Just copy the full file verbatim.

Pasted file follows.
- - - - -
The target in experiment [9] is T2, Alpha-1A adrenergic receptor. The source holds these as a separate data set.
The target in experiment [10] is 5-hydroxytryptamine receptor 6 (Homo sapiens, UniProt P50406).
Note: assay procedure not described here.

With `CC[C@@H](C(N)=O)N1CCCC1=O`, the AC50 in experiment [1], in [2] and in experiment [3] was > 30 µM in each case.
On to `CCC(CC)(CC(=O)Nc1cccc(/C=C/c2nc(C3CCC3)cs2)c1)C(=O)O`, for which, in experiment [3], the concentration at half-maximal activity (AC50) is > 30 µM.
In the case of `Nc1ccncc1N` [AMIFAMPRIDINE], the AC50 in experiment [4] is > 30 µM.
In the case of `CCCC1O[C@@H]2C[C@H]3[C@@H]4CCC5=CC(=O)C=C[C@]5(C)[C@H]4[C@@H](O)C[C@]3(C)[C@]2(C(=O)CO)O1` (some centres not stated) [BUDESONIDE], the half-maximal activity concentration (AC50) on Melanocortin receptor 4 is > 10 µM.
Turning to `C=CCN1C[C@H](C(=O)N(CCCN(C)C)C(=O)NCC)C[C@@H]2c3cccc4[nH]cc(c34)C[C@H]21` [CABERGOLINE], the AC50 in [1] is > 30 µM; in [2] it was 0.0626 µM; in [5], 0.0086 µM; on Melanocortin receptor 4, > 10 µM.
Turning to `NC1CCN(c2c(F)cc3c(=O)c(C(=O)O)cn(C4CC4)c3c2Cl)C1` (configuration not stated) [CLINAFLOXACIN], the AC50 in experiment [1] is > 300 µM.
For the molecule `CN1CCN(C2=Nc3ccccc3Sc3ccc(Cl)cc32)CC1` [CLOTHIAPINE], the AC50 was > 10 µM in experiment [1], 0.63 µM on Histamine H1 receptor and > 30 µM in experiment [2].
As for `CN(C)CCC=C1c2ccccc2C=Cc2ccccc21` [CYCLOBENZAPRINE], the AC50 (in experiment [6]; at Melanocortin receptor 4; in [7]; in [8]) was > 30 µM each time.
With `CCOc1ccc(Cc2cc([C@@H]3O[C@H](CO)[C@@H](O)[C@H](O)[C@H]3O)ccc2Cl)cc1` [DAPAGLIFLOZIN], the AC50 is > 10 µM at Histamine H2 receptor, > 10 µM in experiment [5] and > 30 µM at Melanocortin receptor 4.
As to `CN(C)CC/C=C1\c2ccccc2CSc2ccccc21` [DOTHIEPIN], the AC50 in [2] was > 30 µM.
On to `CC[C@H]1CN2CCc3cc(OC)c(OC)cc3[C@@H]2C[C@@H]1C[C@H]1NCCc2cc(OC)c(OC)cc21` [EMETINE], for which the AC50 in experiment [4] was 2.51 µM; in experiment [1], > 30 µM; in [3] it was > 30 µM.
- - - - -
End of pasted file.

The target in experiment [9] is T2, Alpha-1A adrenergic receptor. The source holds these as a separate data set.
The target in experiment [10] is 5-hydroxytryptamine receptor 6 (Homo sapiens, UniProt P50406).
Note: assay procedure not described here.

With `CC[C@@H](C(N)=O)N1CCCC1=O`, the AC50 in experiment [1], in [2] and in experiment [3] was > 30 µM in each case.
On to `CCC(CC)(CC(=O)Nc1cccc(/C=C/c2nc(C3CCC3)cs2)c1)C(=O)O`, for which, in experiment [3], the concentration at half-maximal activity (AC50) is > 30 µM.
In the case of `Nc1ccncc1N` [AMIFAMPRIDINE], the AC50 in experiment [4] is > 30 µM.
In the case of `CCCC1O[C@@H]2C[C@H]3[C@@H]4CCC5=CC(=O)C=C[C@]5(C)[C@H]4[C@@H](O)C[C@]3(C)[C@]2(C(=O)CO)O1` (some centres not stated) [BUDESONIDE], the half-maximal activity concentration (AC50) on Melanocortin receptor 4 is > 10 µM.
Turning to `C=CCN1C[C@H](C(=O)N(CCCN(C)C)C(=O)NCC)C[C@@H]2c3cccc4[nH]cc(c34)C[C@H]21` [CABERGOLINE], the AC50 in [1] is > 30 µM; in [2] it was 0.0626 µM; in [5], 0.0086 µM; on Melanocortin receptor 4, > 10 µM.
Turning to `NC1CCN(c2c(F)cc3c(=O)c(C(=O)O)cn(C4CC4)c3c2Cl)C1` (configuration not stated) [CLINAFLOXACIN], the AC50 in experiment [1] is > 300 µM.
For the molecule `CN1CCN(C2=Nc3ccccc3Sc3ccc(Cl)cc32)CC1` [CLOTHIAPINE], the AC50 was > 10 µM in experiment [1], 0.63 µM on Histamine H1 receptor and > 30 µM in experiment [2].
As for `CN(C)CCC=C1c2ccccc2C=Cc2ccccc21` [CYCLOBENZAPRINE], the AC50 (in experiment [6]; at Melanocortin receptor 4; in [7]; in [8]) was > 30 µM each time.
With `CCOc1ccc(Cc2cc([C@@H]3O[C@H](CO)[C@@H](O)[C@H](O)[C@H]3O)ccc2Cl)cc1` [DAPAGLIFLOZIN], the AC50 is > 10 µM at Histamine H2 receptor, > 10 µM in experiment [5] and > 30 µM at Melanocortin receptor 4.
As to `CN(C)CC/C=C1\c2ccccc2CSc2ccccc21` [DOTHIEPIN], the AC50 in [2] was > 30 µM.
On to `CC[C@H]1CN2CCc3cc(OC)c(OC)cc3[C@@H]2C[C@@H]1C[C@H]1NCCc2cc(OC)c(OC)cc21` [EMETINE], for which the AC50 in experiment [4] was 2.51 µM; in experiment [1], > 30 µM; in [3] it was > 30 µM.